I put in about 15 silverbeet plants. Not my fault. That's how many the punnet had in it! Wayne watched me plant them all. Then our neighbour gave us another 3 plants. When they were ready to pick Wayne told me he hates silverbeet. What on earth am I going to do with half an acre of silverbeet? sigh.

Luckily for me 1/3 of the stuff I put in died, or we'd be totally sunk. I think I may have to be more sensible next year. Put in less of some plants. Like the lettuce for instance. You can't cook or freeze lettuce. What on earth am I to do with 613 lettuces? 

I need rabbits...

So. Once we'd pulled out the bushes, we had to put them in somewhere right? We'd prepared an area above the driveway, a bit of a slope. I'd bought some topsoil in anticipation of putting in a garden bed in that area. My idea was to create 'steppes' out of some cement blocks we inherited with the property. 

This is what the area looked like originally - the tarps were my way of passively killing the weeds. It didn't work, they were still alive, but they did have a bit of a headache.

Wayne dug holes, we shovelled dirt, mixed in some horse poop and finally we were able to put the plants in. I put in 2 different daisies, a lavender, some seeds and a plant called Cherry Pie... Fingers crossed they grow. The dirt in that area is poor and I'm not sure we had enough topsoil. My theory is that if I feed them regularly they'll be ok. If I'm wrong I'll know soon enough.

It was hot too, though overcast. Wayne worked topless, and though he was all for me immitating him, I opted for the midriff look - tucking my T-shirt up into my bra at the sleeves and above my waist. We're both sunburned. Wayne is lobster red all over his back. Me, I look like a belted galloway in negative.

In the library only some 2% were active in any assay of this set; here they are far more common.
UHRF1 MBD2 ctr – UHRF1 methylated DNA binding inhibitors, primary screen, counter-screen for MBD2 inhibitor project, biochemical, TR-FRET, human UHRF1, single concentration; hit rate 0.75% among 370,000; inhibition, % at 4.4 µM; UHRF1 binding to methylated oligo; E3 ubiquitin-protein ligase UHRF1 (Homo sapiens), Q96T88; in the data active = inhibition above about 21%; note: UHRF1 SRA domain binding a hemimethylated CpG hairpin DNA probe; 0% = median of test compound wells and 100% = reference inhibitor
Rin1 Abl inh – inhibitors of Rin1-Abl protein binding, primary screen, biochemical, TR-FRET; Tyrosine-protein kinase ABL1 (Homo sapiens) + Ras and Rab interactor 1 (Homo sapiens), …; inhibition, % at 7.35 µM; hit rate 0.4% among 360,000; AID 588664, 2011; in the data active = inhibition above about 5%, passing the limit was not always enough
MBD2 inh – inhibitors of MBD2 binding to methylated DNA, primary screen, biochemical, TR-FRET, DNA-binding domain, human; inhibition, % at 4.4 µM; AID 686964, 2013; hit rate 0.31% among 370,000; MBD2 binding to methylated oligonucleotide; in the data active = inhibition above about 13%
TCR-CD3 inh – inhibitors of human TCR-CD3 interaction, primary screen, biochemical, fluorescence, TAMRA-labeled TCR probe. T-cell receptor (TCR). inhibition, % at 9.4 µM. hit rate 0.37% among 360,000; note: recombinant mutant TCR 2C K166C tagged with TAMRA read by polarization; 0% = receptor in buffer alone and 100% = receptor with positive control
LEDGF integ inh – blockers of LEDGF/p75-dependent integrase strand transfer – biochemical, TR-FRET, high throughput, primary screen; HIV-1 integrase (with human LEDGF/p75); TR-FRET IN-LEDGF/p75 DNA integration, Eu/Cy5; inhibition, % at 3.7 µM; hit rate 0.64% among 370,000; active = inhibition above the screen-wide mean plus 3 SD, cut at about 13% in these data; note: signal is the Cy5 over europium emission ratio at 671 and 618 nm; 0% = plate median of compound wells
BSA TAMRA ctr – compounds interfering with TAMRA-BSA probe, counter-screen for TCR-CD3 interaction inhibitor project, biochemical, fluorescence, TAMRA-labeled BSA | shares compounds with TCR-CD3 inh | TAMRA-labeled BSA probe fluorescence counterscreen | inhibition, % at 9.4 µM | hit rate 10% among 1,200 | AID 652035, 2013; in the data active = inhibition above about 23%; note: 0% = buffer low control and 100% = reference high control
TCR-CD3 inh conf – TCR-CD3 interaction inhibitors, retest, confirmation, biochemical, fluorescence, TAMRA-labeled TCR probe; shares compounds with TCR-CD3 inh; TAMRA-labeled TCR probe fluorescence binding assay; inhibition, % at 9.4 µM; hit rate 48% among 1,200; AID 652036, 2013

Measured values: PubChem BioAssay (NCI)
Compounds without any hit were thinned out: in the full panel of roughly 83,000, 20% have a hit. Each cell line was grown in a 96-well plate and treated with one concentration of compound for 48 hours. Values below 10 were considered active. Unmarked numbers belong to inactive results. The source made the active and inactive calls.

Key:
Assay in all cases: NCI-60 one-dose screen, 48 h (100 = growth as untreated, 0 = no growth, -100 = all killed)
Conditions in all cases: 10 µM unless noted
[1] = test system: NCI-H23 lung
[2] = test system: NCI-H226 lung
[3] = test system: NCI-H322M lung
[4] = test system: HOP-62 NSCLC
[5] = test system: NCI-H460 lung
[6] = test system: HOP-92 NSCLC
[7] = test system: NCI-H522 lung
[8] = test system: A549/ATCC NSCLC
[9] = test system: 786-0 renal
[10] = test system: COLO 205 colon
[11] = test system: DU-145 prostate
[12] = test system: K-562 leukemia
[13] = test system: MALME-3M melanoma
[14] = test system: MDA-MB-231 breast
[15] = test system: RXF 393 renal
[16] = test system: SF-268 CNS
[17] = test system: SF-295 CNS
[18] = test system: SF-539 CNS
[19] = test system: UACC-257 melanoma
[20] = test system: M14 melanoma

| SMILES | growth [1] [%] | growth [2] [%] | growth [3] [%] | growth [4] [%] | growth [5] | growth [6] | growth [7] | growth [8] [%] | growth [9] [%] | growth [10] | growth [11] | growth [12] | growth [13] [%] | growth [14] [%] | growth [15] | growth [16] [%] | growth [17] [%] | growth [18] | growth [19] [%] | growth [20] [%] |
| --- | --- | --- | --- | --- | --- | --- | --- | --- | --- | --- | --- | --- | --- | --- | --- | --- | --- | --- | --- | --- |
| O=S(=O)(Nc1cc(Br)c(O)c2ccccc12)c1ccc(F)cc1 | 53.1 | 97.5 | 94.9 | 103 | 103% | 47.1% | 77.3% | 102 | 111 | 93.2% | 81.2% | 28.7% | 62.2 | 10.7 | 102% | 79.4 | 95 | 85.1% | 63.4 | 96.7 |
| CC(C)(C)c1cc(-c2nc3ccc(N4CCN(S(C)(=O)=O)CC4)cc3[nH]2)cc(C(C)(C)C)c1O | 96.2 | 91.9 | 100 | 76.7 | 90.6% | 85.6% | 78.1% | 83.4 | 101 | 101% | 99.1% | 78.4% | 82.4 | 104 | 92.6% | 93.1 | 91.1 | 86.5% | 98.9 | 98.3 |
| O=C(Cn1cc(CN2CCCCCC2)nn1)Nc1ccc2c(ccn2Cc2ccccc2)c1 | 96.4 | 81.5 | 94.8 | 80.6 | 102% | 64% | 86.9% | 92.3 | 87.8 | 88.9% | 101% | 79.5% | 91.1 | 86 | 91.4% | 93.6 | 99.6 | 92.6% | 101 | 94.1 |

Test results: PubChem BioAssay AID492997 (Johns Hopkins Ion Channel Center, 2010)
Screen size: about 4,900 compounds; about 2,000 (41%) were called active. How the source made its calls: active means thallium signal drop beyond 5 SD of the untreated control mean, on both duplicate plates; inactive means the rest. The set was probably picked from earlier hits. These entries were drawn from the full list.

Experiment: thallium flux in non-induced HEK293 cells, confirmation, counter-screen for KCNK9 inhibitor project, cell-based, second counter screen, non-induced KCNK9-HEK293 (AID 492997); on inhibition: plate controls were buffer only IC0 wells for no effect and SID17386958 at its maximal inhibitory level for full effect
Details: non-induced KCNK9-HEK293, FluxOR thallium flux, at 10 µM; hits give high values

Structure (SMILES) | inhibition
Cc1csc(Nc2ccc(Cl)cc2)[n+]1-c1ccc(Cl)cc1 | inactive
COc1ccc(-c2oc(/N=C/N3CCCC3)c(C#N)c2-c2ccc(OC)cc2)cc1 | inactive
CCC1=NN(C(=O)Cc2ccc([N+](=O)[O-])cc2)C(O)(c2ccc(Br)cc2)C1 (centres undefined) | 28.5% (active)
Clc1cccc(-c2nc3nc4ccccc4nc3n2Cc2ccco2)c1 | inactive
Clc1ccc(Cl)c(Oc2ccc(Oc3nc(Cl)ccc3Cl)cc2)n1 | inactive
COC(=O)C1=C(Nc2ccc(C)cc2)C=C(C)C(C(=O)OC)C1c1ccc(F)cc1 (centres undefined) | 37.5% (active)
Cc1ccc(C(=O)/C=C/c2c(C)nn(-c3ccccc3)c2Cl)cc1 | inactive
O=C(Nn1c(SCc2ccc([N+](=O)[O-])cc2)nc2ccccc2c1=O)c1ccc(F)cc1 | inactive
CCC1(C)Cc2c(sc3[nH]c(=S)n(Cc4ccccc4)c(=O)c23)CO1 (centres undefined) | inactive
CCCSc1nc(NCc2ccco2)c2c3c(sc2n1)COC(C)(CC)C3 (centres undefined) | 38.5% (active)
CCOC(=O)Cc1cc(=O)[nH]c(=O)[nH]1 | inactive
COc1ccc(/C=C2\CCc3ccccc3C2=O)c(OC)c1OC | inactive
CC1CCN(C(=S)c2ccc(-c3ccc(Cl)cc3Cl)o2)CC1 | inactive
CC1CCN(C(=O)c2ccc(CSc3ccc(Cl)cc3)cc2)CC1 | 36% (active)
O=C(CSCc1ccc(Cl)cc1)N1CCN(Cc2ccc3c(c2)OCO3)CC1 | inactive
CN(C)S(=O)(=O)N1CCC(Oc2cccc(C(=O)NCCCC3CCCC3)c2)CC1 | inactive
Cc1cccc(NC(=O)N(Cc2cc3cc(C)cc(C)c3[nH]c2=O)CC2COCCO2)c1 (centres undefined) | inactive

What's a belted galloway?

Meanwhile, Wayne saw his first snake the other day. He was walking through the bottom paddock, which looks like this:

He's let the horses into the bottom paddock now so he had to set up water for them. While out there Barney apparently warned him about the snake he was about to step on. Damn lucky too, cause all he had on his was a hanky to beat it to death with.

So, life has been exciting here at Wind Dancer.


Friday, 23 December 2011

What goes around

They say that if you do good things, good things will happen to you. I've always been amazed by how this works... All my life I've had good things happen to me in the most unexpected ways. Then again, I do good things for others too.